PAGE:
Many individuals are plagued by what scholars call “the meat paradox”. Within its grip, one both values nonhuman animals as individuals, and consumes their flesh. The contradiction is striking and yet often ignored. This, again, means that everyday animal ethics – how one treats and values pigs and cows – remains in a state of tension and confusion.
From cognitive dissonance to strategic ignorance
Most scholars argue that the meat paradox can be explained via cognitive dissonance. In the clutches of such dissonance, one holds onto two conflicting beliefs – the belief that animal needs, experiences and lives matter, and the belief that it is acceptable to eat meat. The two are kept as if in separate realities, and thus a person struggling with the meat paradox can ignore moral questions when eating a steak, and forget about his steak-eating, when liking cute online videos of cows.
Scholars have claimed that also dissociation plays a vital role. Here, “live animals” and “meat” become distinct categories up to a point where no connections between the two are recognized. Thereby, a hapless omnivore may forget about the origins of her hamburger and act as if her meat-eating had nothing to do with the lives and deaths of nonhuman creatures. The source of meat simply disappears from view.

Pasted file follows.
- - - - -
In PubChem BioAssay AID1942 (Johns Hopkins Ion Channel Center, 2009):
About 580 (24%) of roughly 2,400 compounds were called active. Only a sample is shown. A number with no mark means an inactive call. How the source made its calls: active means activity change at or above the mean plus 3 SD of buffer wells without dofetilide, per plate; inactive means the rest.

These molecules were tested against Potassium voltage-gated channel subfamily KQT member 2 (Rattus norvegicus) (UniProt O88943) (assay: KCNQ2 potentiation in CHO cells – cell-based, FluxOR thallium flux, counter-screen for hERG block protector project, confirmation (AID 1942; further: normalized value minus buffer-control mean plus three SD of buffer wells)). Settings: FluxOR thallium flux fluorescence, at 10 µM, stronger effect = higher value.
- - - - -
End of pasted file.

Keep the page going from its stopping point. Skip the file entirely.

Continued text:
Indeed, the more one ignores the origin of meat (the living hen, fish or sheep), the more willing one is to consume animals.
Both cognitive dissonance and dissociation marginalize moral considerations at the time of buying or consuming meat. Studies by J. Kunst and S. Hohle (2016) show that when eating animal products, empathy toward those animals diminishes. When digging one’s teeth into fried fish or dairy ice-cream, one thereby momentarily skips animal-directed empathy and moral reflection. This is because the living, individual animal and her perspective – the very creature that invites empathy and moral concern – does not belong to the category of “eating animals”. Indeed, the more one ignores the origin of meat (the living hen, fish or sheep), the more willing one is to consume animals. It is this phenomenon that prevents everyday animal ethics from becoming consistent and capable of truly respecting and supporting the lives of other animals.
Dissonance and dissociation are encouraged by marketing. When companies advertise fleshy products, they rarely depict images of live animals, let alone mention the horrors of the animal industries. Instead, marketing focuses on inviting images of burgers or pizzas, often void of references to animal origins. When the omnivore is making her decision on the supermarket aisle, she is thus confronted with products that are disconnected from the plights and lives of animals – meat is wrapped in plastic, not in blood, fear and screams, and thereby it becomes easier to forget about ethical issues. Indeed, scholars have pointed out that in Western countries, meat is intentionally rendered abstract: there are no traces (eyes, heads, blood) of the animals in it.